What is the eventual result of all of this? What happens when projected to its extreme conclusion? How will we be after one hundred more years of this trend? Will we laugh at anyone who labors to construct something good? A waste of time? Not fiscally sound?

Consider the fiscal viability of a Beethoven symphony.

Will such a thing ever be possible to create again?

I have my doubts.

Monday, June 20, 2011

Chain and Suck

(Strawberry Festival Road Race)

I have never done this race before. Every previous season I had been working on Father's Day. This year is different in a number of ways, with the most resonant reason being that I have about zero work, but that is an issue for a different post.

It's not an easy course, but I wanted to do a relatively long race (as my current build cycle is mainly about increasing volume and endurance.) I signed up for the 123 race, hoping that perhaps a whole bunch of 3s would sign up at the last minute and I'd have a decent sized field to hide in for a larger part of the race.

That was not meant to be. I'm not sure how many of us were lined up at the start, but I think it was less than 15 (and certainly fewer finished the race.) There was also an option to race in the 30+ and still be in the same field, but that was looking like a field of two, so I stuck with the 123.

I knew most of the riders in the race, and knew I was not among the stronger ones. I also had a pretty good idea of how the race was going to play out. It wasn't tough to see the tactic behind Mt. Borah's early move to put Hunter off the front and then sit in for a while, letting him get a bit of a lead on everyone which stretched out to have him still in sight but receding by the time we got to the heaviest climbs past the middle of lap one.

Then Housler made a move to bridge up to his teammate. Again, a move which I figured was going to happen, but from my standpoint of fitness was something I could do no more about than simply watch happen. The result from this move was disastrous for the field (I use that term loosely at this point. Is it still a field when you have only ten?) though as panic ensued and four or five riders went into full-on chase mode, dropping the rest of us.

I formed up with Sloan and we rode together for a while pretty well, then joined with two others from our field. It seemed as though these four would stick together for the last two laps but that was not meant to be either.

Bam! Just around a right-hand corner and onto a steep climb and I shift my front derailleur to the little ring (something that has gone flawlessly now for over two full seasons) and the chain falls off. I push the shifter back onto the big ring and spin. Nothing. Bike slowing. Crap.

I have to get off.

It's jammed.

I wrestle with it for a while (38 seconds!) and get it back on, throw my leg over and get started again.

Now they are so far up the road that I can no longer see them over the crest of the hill.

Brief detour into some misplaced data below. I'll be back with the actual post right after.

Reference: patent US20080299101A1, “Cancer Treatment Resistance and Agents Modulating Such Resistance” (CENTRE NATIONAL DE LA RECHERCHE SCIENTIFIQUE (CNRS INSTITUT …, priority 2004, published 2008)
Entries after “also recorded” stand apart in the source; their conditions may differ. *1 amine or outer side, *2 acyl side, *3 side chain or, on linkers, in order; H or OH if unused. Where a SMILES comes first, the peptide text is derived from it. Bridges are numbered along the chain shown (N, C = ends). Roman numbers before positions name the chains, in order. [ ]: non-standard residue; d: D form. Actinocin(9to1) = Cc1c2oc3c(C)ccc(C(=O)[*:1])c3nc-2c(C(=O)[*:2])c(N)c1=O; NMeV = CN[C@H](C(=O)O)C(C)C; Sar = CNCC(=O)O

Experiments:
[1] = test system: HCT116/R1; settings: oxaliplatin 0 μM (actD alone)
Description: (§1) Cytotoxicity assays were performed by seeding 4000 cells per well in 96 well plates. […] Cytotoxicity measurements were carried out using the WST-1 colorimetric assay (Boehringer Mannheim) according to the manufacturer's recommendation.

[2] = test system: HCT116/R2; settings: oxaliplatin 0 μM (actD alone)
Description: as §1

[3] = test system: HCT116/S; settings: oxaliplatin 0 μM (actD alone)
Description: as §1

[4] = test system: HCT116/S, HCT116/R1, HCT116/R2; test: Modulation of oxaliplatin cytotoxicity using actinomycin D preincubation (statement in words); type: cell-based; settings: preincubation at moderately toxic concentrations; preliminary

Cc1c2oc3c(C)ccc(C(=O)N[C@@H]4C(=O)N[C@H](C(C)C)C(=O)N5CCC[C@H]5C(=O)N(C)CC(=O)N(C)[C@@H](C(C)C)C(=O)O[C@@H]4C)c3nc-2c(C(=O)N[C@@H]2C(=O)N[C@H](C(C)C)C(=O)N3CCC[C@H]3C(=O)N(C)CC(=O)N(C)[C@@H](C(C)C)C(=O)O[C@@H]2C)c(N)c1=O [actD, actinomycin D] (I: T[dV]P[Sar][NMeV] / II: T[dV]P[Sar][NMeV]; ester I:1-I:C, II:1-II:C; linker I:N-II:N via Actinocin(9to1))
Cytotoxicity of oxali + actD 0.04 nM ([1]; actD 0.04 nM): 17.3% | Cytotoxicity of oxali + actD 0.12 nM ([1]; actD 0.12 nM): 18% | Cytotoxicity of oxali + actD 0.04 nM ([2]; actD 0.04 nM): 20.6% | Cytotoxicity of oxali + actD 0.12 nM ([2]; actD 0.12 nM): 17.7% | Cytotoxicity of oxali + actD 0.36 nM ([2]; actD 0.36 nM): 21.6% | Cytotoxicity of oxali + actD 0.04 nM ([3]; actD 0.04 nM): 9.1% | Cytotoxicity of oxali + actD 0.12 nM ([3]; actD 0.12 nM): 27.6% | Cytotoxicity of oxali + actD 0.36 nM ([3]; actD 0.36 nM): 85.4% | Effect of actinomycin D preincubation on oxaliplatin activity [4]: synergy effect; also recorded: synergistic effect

Well. So much for that.

I now have one and a half laps to finish this race completely alone. Crossing the line on lap two I am acknowledged and I keep going.

This is where things get weird. This course has a LOT of turns in it. Not all of them are really easy to see, and a few are missing markings. We've had a good set of marshals pointing us in the right direction for the last two laps and I thank them!

But somehow, some way, it was decided that I no longer existed out here. They were all gone. No cops, no signs, no marshals, no follow cars, no SAG vehicle. Nothing.

I can't really understand why either. Even though we had a tiny field doing three laps, and the vast majority of racers had only done one or two laps, it's not too hard to simply set an estimated time on the three-lap race. I was only out there for 2:36 anyway, but they still left their posts (I guess they were told "nobody is left, you can go home")

Crossing the line I got my DFL, and was told by the riders who came in before me that not all that much time had elapsed, so I guess the staff all left the course just a few minutes before I rode through.

Very humiliating and demoralizing, but at least the finish area was still set up (although they weren't watching for any more riders). It made me think of that stupid song "The Distance"

Perfect example.

Wishing I hadn't dropped that chain.

(Now I have one of those chain catchers)

Saturday, June 11, 2011

Getting back on track - Wilmington/Whiteface Road Race

After the fallout from the crash, and weeks of pain and expensive road rash care, and a disastrously horrible Killington I decided to skip Rochester. I needed time to get my head clear and let my body heal some more. I still cannot sleep on my left side, but it is getting better, and all of the road rash has healed (thanks in large part to Tegaderm, what a lovely product!)

So I had been monitoring my power numbers and general feelings on the bike over the past few weeks, and decided to take a chance on the Adirondack Race Weekend. I had done it last season and knew what to expect.